In the beginning, I was looking into the research because of my work as an executive and performance coach. And the further I got into the research, the more I got interested not just from that perspective, but also from the spiritual implications that the research had. For the most part, I have always considered myself a pretty happy person who understands existential despair.

How do you personally define happiness?

I think of it in terms of the Hebrew word Shalom . . . which means overall well-being. I also think of it as a byproduct of the word integrity . . . which means to be integrated or whole. Integrity makes us have good relationships and be fruitful in our work, which all affects our sense of well-being.

How do you balance working towards goals that you know will make you happy with living in the moment and enjoying the everyday?

Actually, the research has a lot to say about that, and while goal orientation itself is a key component of happiness, the paradox is that it’s not the reaching of the goal but the daily engagement of being in the process of working on it. It is the journey, not the destination. But goal orientation is a very important aspect of happiness.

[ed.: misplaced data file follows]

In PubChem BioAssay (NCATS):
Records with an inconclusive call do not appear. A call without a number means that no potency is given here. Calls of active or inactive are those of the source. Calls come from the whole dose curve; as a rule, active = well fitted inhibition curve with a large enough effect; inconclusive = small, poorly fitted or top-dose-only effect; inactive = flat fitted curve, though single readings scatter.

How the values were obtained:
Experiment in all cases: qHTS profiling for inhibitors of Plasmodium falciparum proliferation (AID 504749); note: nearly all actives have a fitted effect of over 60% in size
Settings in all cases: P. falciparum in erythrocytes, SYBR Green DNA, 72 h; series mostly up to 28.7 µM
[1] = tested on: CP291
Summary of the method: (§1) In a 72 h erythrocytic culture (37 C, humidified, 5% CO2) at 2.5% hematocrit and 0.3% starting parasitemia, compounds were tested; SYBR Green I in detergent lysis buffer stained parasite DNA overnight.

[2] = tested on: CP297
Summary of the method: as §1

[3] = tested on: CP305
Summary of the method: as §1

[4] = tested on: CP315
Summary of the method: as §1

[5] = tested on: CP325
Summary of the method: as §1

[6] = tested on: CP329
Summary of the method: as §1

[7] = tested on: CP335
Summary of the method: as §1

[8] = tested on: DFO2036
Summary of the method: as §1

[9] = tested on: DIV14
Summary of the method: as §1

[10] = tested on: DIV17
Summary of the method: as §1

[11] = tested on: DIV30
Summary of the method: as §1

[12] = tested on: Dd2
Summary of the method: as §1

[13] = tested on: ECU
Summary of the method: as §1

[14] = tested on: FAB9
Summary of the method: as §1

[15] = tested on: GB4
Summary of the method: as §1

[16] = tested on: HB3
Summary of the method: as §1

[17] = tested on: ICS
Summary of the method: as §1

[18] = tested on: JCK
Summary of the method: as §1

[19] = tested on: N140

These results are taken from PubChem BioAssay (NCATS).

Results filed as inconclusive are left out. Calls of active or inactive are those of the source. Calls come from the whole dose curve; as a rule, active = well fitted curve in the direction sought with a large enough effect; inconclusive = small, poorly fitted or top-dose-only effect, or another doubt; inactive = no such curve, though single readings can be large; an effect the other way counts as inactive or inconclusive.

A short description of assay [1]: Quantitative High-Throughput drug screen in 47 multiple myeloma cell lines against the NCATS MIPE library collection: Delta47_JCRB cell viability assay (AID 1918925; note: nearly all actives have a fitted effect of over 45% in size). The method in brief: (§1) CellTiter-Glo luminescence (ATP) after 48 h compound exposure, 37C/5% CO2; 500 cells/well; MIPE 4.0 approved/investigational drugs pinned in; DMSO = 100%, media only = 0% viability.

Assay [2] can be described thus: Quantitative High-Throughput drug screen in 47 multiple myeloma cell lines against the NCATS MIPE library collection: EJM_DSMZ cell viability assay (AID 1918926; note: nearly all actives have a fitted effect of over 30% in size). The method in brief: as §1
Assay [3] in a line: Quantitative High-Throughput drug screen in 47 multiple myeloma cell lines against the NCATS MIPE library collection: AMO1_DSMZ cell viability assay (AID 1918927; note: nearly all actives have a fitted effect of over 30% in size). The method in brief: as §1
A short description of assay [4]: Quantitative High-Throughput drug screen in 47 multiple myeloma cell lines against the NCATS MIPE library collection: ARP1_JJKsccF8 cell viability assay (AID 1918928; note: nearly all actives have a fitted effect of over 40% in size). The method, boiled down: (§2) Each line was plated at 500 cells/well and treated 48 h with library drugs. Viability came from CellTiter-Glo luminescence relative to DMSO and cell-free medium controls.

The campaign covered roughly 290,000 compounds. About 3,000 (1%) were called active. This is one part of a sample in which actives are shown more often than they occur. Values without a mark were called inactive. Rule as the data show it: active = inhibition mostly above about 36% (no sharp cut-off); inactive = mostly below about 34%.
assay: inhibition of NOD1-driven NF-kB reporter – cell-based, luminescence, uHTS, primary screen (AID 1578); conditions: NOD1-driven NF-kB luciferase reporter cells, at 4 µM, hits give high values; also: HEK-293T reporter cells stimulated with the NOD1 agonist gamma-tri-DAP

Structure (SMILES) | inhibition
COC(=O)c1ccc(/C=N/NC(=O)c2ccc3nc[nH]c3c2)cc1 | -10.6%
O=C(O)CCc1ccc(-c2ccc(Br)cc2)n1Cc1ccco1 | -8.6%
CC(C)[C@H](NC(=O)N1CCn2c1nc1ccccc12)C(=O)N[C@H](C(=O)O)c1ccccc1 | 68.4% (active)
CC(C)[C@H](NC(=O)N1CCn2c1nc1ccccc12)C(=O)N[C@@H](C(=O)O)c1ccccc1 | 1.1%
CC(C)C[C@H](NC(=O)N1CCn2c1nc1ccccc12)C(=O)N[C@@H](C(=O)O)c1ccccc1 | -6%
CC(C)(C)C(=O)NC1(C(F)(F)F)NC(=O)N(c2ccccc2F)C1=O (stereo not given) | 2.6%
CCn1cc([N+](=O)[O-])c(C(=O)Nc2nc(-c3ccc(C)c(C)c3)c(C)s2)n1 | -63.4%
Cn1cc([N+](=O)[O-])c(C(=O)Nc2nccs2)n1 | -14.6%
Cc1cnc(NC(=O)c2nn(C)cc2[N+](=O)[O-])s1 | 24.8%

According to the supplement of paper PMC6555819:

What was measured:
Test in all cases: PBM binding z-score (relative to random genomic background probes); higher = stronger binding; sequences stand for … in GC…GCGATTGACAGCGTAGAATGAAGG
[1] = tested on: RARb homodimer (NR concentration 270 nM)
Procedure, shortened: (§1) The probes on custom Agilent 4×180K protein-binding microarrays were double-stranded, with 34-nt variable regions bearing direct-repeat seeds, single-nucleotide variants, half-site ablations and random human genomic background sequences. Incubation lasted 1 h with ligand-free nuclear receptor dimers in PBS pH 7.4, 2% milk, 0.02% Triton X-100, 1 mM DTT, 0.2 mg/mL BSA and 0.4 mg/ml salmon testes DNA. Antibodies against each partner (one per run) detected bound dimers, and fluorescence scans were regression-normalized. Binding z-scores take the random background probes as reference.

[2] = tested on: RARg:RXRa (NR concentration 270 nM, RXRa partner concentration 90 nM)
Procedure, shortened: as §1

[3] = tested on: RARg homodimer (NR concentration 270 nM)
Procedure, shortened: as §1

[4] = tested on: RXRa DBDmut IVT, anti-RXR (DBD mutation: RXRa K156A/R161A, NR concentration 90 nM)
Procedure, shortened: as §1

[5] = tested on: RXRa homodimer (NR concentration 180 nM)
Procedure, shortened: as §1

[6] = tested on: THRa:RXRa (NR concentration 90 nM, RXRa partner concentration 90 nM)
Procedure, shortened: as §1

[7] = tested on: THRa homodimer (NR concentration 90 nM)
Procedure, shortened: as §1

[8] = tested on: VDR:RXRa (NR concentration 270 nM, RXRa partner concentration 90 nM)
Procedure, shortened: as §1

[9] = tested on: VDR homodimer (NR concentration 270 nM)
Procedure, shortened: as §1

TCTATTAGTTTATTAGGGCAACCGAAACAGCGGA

Why do you think The Secret is so popular? Why is there such an interest in obtaining happiness in the world today? Do you see something flawed in our society?

I think it’s so popular because its claim is to promise an answer to some of the questions or issues that we all care about most deeply: what’s behind the universe and how do we get what we want and need in our lives? I don’t think the interest for happiness is new for today. I think if you look at the literature throughout the ages the question of happiness has been there from the beginning. I don’t think our society has cornered the market on flaws. When you study history you can see that the real problem always has to do with the flaws in human nature, and that always gets worse when any society or culture encourages our lower nature more than it does transcendent spiritual values.